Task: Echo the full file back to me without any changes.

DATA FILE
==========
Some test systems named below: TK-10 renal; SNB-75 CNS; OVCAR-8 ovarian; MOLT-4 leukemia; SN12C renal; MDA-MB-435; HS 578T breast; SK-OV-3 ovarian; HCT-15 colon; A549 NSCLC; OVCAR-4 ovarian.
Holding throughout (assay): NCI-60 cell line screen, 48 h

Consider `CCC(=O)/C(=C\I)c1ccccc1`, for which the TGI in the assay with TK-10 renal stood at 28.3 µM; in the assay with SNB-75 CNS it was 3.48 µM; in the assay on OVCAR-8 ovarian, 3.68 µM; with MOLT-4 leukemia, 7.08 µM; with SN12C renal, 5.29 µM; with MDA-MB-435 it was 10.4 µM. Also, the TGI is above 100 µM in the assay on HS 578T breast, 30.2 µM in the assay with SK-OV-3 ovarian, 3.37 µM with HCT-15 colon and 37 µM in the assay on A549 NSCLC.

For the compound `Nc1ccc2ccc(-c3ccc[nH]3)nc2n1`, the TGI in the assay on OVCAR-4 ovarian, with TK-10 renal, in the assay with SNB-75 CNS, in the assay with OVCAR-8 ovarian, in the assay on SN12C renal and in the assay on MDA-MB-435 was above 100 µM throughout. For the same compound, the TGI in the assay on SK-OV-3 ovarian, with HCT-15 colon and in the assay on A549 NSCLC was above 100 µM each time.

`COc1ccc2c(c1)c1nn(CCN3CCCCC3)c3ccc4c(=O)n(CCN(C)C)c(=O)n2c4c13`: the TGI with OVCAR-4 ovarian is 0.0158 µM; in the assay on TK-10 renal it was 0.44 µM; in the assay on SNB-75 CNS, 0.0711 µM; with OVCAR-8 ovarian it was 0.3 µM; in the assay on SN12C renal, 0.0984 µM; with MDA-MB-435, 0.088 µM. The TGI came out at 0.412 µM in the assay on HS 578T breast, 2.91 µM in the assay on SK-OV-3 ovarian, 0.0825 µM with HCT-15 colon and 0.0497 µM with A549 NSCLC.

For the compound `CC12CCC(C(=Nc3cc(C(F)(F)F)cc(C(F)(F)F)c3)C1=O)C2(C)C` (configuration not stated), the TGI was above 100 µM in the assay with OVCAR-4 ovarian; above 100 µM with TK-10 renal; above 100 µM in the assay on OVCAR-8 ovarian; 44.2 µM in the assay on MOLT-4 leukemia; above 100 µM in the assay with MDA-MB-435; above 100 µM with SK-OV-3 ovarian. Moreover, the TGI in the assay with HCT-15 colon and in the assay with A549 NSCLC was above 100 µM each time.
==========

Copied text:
Some test systems named below: TK-10 renal; SNB-75 CNS; OVCAR-8 ovarian; MOLT-4 leukemia; SN12C renal; MDA-MB-435; HS 578T breast; SK-OV-3 ovarian; HCT-15 colon; A549 NSCLC; OVCAR-4 ovarian.
Holding throughout (assay): NCI-60 cell line screen, 48 h

Consider `CCC(=O)/C(=C\I)c1ccccc1`, for which the TGI in the assay with TK-10 renal stood at 28.3 µM; in the assay with SNB-75 CNS it was 3.48 µM; in the assay on OVCAR-8 ovarian, 3.68 µM; with MOLT-4 leukemia, 7.08 µM; with SN12C renal, 5.29 µM; with MDA-MB-435 it was 10.4 µM. Also, the TGI is above 100 µM in the assay on HS 578T breast, 30.2 µM in the assay with SK-OV-3 ovarian, 3.37 µM with HCT-15 colon and 37 µM in the assay on A549 NSCLC.

For the compound `Nc1ccc2ccc(-c3ccc[nH]3)nc2n1`, the TGI in the assay on OVCAR-4 ovarian, with TK-10 renal, in the assay with SNB-75 CNS, in the assay with OVCAR-8 ovarian, in the assay on SN12C renal and in the assay on MDA-MB-435 was above 100 µM throughout. For the same compound, the TGI in the assay on SK-OV-3 ovarian, with HCT-15 colon and in the assay on A549 NSCLC was above 100 µM each time.

`COc1ccc2c(c1)c1nn(CCN3CCCCC3)c3ccc4c(=O)n(CCN(C)C)c(=O)n2c4c13`: the TGI with OVCAR-4 ovarian is 0.0158 µM; in the assay on TK-10 renal it was 0.44 µM; in the assay on SNB-75 CNS, 0.0711 µM; with OVCAR-8 ovarian it was 0.3 µM; in the assay on SN12C renal, 0.0984 µM; with MDA-MB-435, 0.088 µM. The TGI came out at 0.412 µM in the assay on HS 578T breast, 2.91 µM in the assay on SK-OV-3 ovarian, 0.0825 µM with HCT-15 colon and 0.0497 µM with A549 NSCLC.

For the compound `CC12CCC(C(=Nc3cc(C(F)(F)F)cc(C(F)(F)F)c3)C1=O)C2(C)C` (configuration not stated), the TGI was above 100 µM in the assay with OVCAR-4 ovarian; above 100 µM with TK-10 renal; above 100 µM in the assay on OVCAR-8 ovarian; 44.2 µM in the assay on MOLT-4 leukemia; above 100 µM in the assay with MDA-MB-435; above 100 µM with SK-OV-3 ovarian. Moreover, the TGI in the assay with HCT-15 colon and in the assay with A549 NSCLC was above 100 µM each time.